Another person said that her goal was to make someone smile every day. Then she continues to think about and pray for that person throughout the rest of the day. She says she gets creative with how she reaches out to people, whether it is in person, waving at someone, giving a hug, or calling people on the phone. Sometimes she has someone in mind that she wants to reach out to, and other days she waits to see how an opportunity will arise to interact with someone. Another caller piggy-backed off of that idea and said how fun it could be to step outside on her porch to greet neighbors as they walk by with their dogs. She went on to say that this past year with being isolated during the pandemic has led her to want to write more cards and letters to send to uplift people she knows.

Someone else talked about a program she heard about through her church where throughout the year people write Christmas cards that will get distributed in December to inmates throughout the state. In 2020, so many cards were written that every inmate and worker in all the facilities in the state of Ohio received one. There were enough cards that they were also able to distribute to some facilities in five other states, including Michigan and Nebraska. It’s a program that even homebound people can do to reach out and touch someone else’s life.

One gentleman shared that his goal for the last 12 years or so has been to make this year more fun than last year. He shared that 2020 may have been the only year he wasn’t sure he succeeded in doing that, but it certainly makes the goal in 2021 seem more easily attainable! He said that this encourages him to look for fun things that make him happy from day to day. It could be as simple as playing a song he loves on the piano, and other days may mean bigger planned events like going out to dinner and a baseball game with friends.

Another woman on the call shared that she and her husband were using an application to help them better understand as they read through the Bible this year. Other callers shared that in some years they have set the goal to read through the Bible in a year or at least read scripture daily. We talked about how being intentional with reading first thing in the morning or right before going to bed can help set the tone for the day or encourage a more peaceful sleep. Someone else shared that to hold herself accountable, she would not eat breakfast (her favorite meal of the day) until she had finished reading her morning devotional.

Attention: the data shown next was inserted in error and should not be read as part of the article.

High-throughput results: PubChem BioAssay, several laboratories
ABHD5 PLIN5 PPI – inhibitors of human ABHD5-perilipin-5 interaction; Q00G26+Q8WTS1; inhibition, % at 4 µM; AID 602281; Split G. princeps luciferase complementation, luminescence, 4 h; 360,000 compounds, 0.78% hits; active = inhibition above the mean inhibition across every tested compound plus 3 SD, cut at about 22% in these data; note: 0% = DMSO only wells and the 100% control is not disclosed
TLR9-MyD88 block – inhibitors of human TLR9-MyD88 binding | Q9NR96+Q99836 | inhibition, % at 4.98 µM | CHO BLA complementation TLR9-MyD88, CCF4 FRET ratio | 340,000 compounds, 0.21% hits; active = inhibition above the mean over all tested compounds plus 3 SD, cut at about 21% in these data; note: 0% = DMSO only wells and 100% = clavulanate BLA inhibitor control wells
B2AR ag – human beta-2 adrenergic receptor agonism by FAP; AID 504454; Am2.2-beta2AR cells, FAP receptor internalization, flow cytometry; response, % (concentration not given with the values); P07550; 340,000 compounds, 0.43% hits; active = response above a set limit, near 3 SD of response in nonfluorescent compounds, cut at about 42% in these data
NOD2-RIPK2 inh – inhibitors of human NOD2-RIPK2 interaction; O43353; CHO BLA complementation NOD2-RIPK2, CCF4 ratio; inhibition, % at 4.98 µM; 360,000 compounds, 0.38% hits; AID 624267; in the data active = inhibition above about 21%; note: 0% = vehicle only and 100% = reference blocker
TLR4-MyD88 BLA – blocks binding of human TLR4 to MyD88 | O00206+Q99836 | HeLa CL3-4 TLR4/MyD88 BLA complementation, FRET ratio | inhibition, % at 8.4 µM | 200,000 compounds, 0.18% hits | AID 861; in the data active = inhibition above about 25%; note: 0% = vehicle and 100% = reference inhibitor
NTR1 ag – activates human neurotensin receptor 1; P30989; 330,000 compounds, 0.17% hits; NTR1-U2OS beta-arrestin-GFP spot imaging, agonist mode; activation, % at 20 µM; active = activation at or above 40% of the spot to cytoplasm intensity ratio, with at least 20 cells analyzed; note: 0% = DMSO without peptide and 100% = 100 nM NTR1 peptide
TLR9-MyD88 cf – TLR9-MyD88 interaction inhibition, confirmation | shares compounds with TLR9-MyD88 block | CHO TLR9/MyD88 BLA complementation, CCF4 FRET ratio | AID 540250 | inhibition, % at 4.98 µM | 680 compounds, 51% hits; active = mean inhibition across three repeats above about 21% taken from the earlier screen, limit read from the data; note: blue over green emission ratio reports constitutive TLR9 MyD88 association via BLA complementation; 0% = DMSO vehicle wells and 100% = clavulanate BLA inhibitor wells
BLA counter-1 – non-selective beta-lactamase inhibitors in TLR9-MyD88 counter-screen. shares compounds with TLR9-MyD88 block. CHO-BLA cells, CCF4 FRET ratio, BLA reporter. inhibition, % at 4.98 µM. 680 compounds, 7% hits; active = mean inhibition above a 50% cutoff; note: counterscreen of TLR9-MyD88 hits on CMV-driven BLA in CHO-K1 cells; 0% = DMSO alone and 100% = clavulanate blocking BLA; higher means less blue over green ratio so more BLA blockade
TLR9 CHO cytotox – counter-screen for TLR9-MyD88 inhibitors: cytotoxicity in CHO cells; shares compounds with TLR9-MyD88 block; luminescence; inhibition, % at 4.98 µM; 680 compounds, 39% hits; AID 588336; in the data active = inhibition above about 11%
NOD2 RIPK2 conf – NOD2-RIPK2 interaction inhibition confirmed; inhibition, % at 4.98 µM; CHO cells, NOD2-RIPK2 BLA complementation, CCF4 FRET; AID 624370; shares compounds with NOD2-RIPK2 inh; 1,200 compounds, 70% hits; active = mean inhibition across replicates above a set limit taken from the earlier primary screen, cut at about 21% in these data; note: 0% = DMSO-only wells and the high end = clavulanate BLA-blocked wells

Another caller shared the idea of keeping a “Blessings Jar” on her bedside table. Each evening she would write at least one or two blessings she encountered that day. Some days had special events like celebrating an anniversary or birthday or going on vacation. Other days the blessings were smaller or more simplistic, like drinking a great cup of coffee or enjoying the sunshine. She said that the idea was to focus on the blessings and gratitude, even on difficult or seemingly bad days. Then at the end of the year, on New Year’s Eve, she would open the jar and read back through each slip of paper to fondly remember and give thanks for at least 365 blessings from the past year.

Following that same idea, someone said that they love a quote from the song “Count Your Blessings (Instead of Sheep).” The lyrics sing, “If you’re worried and you can’t sleep, Just count your blessings instead of sheep, And you’ll fall asleep counting your blessings.”

As the world around us has so many turbulent things going on, and current events can often be disheartening, I recognize that for my own health and wellbeing I need to be intentional about focusing on the positive. Positivity and gratitude will be a focus of mine in 2021. Starting today (and maybe even tonight as I fall asleep) I will be counting more of my blessings. Will you join me? What is a blessing that you are thankful for in your life today?